Pathological anatomy confirmed a diagnosis of pseudotumoural xanthogranulomatous cholecystitis (XGC) with extensive liver bed involvement.

XGC is a rare variant of chronic cholecystitis that was first described in 1970.1 It represents 0.7% of all cholecystectomy specimens, although it can reach up to 13.2% in oriental series. It is more frequent in men aged from 44 to 63 years.2

Histologically, it is characterised by proliferative fibrosis secondary to chronic inflammation, which causes thickening of the gall bladder wall that extends to adjacent structures, with mottled, dense local adhesions that usually affect the liver bed, duodenum, transverse colon, omentum and even the head of the pancreas. It can be considered a premalignant condition.

The pathogenesis is unknown, but most researchers suggest that extravasation of bile into the gall bladder wall could be an important factor.3 The leakage of bile, caused by both rupture of the Rokitansky–Aschoff sinuses and ulceration of the mucosa, induces severe inflammation of interstitial tissue that leads to the release of destructive enzymes into the gall bladder wall and surrounding area. Obstruction and chronic infection caused by the presence of stones have been implicated as a contributory factor.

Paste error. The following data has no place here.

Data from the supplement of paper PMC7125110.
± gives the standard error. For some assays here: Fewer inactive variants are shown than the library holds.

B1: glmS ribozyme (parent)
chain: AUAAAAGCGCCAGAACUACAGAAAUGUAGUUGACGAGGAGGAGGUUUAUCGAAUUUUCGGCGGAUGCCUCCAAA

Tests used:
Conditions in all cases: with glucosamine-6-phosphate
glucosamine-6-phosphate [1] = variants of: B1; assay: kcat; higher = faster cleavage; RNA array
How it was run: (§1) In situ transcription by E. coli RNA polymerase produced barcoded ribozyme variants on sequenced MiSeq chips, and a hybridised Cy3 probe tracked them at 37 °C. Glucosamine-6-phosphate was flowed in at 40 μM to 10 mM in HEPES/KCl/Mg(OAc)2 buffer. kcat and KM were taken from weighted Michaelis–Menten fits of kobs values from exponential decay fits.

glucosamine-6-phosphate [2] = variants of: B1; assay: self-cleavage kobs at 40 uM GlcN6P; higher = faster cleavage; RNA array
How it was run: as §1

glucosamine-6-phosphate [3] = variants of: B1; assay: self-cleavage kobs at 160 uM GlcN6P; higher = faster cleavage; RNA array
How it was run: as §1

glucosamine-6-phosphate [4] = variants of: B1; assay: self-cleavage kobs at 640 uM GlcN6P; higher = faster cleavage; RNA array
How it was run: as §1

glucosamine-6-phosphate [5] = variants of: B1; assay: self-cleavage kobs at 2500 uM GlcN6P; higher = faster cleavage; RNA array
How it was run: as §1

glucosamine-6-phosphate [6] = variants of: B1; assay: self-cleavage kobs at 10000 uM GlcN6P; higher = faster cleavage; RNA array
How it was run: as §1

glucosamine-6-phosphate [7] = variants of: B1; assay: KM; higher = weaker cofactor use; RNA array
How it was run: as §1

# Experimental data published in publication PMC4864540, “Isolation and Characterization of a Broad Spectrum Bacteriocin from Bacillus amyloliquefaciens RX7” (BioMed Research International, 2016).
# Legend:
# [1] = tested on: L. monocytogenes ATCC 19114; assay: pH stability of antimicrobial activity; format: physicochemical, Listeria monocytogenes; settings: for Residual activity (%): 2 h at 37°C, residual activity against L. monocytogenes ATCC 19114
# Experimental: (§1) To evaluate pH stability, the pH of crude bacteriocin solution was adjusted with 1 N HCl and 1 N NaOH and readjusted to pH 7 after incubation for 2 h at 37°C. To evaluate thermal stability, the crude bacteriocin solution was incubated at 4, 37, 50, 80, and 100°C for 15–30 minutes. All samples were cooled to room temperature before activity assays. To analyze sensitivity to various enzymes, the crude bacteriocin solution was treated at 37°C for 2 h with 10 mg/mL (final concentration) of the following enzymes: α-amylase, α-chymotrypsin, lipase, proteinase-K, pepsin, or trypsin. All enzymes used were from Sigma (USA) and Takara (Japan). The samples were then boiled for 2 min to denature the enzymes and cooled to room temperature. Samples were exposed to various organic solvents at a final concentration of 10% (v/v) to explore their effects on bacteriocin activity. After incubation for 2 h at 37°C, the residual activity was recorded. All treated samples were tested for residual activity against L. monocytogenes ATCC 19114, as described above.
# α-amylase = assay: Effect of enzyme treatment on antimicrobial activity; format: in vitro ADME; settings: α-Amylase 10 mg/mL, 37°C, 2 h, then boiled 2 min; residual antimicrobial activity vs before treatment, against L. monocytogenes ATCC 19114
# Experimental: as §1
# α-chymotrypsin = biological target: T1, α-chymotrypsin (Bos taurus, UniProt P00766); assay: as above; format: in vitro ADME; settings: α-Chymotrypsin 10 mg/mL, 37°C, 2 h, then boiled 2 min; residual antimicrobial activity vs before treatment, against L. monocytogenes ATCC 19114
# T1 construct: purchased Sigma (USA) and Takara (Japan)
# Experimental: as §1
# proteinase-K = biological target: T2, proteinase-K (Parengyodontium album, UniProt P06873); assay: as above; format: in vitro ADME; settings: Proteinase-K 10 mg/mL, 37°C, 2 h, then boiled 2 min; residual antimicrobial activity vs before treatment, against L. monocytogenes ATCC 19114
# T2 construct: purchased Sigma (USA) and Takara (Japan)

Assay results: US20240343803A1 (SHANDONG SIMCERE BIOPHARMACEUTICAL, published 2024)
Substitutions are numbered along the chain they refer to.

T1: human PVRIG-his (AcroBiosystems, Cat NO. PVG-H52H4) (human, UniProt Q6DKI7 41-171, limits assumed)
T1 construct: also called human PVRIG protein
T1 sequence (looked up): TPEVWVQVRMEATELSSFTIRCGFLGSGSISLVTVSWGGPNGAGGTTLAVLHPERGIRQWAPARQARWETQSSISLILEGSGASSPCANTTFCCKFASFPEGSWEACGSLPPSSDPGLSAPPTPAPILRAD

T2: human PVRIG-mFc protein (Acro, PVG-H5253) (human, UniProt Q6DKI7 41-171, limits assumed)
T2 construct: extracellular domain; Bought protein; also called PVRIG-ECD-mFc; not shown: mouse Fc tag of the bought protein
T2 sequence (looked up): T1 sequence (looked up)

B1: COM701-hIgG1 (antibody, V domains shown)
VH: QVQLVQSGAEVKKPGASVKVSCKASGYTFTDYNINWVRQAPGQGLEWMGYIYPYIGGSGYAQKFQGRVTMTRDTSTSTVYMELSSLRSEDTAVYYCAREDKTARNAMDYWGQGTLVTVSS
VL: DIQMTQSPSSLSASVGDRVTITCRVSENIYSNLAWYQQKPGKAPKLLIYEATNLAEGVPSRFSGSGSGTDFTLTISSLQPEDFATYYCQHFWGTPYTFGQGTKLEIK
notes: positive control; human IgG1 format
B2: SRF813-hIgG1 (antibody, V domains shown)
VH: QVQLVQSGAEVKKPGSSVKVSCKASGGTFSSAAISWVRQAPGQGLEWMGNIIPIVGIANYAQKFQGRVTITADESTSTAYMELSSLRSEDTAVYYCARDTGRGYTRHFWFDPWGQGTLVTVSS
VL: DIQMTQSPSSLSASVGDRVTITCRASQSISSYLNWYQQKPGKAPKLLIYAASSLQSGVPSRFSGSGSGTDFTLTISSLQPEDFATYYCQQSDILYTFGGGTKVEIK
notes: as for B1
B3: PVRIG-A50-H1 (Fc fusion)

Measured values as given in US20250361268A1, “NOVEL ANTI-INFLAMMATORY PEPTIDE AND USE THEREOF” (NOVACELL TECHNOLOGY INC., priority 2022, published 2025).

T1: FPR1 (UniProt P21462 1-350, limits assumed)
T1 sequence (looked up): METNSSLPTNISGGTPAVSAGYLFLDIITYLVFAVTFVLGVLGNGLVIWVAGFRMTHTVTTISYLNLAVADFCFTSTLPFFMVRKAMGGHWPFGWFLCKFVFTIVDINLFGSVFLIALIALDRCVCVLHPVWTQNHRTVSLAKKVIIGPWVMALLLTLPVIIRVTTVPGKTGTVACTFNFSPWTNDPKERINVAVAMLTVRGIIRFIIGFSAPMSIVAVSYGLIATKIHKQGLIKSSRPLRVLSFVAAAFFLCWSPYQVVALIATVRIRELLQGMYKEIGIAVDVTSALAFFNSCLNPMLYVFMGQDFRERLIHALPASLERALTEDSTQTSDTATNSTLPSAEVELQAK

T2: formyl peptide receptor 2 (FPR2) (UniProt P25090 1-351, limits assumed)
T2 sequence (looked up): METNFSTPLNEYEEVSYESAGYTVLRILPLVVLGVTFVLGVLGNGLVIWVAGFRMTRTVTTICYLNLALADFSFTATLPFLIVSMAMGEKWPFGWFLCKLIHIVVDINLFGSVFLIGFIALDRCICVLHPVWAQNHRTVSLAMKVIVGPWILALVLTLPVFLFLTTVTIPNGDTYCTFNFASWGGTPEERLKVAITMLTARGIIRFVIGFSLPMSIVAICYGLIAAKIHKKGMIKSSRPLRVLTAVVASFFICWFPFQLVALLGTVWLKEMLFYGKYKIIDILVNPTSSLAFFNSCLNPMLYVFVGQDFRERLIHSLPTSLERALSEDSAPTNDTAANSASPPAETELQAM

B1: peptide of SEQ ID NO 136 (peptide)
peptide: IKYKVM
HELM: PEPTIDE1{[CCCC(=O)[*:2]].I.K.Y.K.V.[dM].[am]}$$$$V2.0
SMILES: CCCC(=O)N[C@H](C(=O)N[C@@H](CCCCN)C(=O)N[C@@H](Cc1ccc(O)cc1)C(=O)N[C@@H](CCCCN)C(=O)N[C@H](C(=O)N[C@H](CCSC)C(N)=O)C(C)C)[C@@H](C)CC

The clinical signs, physical examination and laboratory results cannot differentiate this disease from other gall bladder or bile duct diseases, since the clinical presentation can vary greatly.4 Manifestations include acute, chronic cholecystitis (with or without pancreatitis), since cholelithiasis occurs in all patients, as was the case in our patient, episodes of cholangitis with mild jaundice (up to 50% of cases), and complicated forms with fistulous tracts, perivesicular or hepatic abscesses, perforation of the gall bladder, or even cholecystoenteric fistulas, occurring in 23–32% of cases.

Acute symptoms of biliary colic tend to be more present in cases of XGC, while early-stage gallbladder cancer (GBC) is cured in a non-specific way.5 Testing for serum CA 19-9 does not aid diagnosis.